If nothing else was learned, I liked her roasted chicken instructions and will use it frequently.
Get a 3-pound chicken, rub it all over with 1 tablespoon of salt (no oil necessary—the natural fat in the skin will render and keep the meat moist). Roast it in a 425°F oven for 1 to 1½ hours, until the internal temperature reaches 165°F and the juices run clear.-goop
I had to make the lunches easy on transportation and assembly, so the lettuce cups became a salad.
The sweet potato for breakfast happened twice in the five days and the first time (day two), I found it to be the most delicious thing I’d ever eaten. I must have been mildly delirious, because, by the second time (day four), it was not so amazing. But it was good.
This salad took me over an hour to finish. I was determined to do so because I didn’t want to throw any of it out, and since I eat at my desk, it’s easy to dilly-dally the lunch meal.
We did The Big Shop before breakfast the Saturday before I started this adventure, so I was kind of hungry. This means that a recipe for 2 to 3, which calls for a 1.75 lb. salmon filet ended up being 2.25 lbs of salmon. I could not finish mine, but it. was. delicious.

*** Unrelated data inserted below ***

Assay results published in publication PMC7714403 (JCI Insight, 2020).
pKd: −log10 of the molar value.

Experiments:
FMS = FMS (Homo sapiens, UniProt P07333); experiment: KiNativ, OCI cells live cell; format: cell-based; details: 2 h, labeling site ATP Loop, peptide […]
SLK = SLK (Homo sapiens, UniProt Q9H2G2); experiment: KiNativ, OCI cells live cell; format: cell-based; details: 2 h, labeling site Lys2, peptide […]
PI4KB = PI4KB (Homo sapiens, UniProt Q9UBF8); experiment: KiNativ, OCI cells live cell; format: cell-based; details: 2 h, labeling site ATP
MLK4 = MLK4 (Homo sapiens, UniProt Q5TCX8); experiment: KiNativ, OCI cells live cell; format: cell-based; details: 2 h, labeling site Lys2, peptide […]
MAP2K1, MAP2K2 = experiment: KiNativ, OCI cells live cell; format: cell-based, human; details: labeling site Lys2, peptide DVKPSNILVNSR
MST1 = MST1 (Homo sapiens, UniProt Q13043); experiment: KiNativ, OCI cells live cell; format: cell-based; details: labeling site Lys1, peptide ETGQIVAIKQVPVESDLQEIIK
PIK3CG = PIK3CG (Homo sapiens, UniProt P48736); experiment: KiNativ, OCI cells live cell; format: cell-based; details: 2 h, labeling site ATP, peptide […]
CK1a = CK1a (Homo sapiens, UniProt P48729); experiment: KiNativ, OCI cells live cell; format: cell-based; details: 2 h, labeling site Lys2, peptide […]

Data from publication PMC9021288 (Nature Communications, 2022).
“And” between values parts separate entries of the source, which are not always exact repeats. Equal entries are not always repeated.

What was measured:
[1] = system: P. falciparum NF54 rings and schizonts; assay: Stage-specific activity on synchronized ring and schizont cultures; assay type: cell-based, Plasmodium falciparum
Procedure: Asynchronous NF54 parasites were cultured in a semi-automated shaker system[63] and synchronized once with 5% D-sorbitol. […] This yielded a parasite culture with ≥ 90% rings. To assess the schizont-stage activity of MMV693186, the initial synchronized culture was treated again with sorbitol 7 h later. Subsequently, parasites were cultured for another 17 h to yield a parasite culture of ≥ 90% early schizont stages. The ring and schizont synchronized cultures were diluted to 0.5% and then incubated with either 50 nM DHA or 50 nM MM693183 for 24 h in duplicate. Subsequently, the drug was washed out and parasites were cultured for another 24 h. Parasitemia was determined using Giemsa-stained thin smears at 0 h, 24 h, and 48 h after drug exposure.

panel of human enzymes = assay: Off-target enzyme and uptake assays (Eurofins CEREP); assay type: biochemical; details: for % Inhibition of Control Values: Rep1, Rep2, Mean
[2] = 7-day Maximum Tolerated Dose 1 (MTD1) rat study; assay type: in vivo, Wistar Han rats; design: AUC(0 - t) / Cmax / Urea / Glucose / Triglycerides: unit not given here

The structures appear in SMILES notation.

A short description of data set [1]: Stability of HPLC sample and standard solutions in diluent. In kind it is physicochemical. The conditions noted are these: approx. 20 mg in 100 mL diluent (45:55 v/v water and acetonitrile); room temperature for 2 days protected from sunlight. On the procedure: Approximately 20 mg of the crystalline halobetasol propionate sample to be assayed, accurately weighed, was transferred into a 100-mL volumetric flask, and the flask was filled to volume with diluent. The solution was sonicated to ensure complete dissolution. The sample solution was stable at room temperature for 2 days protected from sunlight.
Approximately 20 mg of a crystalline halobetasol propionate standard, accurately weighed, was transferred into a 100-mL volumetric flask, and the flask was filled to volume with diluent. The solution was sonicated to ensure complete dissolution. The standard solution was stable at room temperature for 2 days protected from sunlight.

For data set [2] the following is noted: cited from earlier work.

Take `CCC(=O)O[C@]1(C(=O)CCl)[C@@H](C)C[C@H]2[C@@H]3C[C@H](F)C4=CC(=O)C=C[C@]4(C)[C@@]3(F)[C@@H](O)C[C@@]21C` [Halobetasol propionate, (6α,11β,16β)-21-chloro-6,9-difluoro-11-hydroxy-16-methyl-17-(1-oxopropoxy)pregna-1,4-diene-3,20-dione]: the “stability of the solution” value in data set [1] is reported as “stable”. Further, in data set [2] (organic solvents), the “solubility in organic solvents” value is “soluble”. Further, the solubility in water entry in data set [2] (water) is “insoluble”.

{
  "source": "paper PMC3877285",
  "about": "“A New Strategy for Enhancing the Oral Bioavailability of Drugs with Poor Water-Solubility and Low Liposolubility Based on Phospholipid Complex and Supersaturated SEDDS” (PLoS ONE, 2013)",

The butternut squash soup came on the fourth night and was to be lunch on the fifth. It was really good and filling, with boiled cashews as the “cream”. If you’ve ever read Isa Chandra Moskowitz, then you know that vegans should Always Be Soaking [raw cashews] in the event of a creamy soup emergency. These did the trick, but I think I would have blended it for about 2 minutes longer. I was hungry, though.
So, that’s my story and I’m sticking to it! It was a good challenge, and I learned a couple of new tricks. I could probably piece together a summer version of a detox from the recipes in her cookbooks. She kindly labels them as Elimination Diet, Vegan, Protein-Packed, etc.
If you have the gumption, time, and support system, I recommend this as a personal challenge*.
*I am not a doctor, nutritionist, or expert in anything related to food or eating or diets. If you feel like you want to discuss this with a trained professional, then you probably should.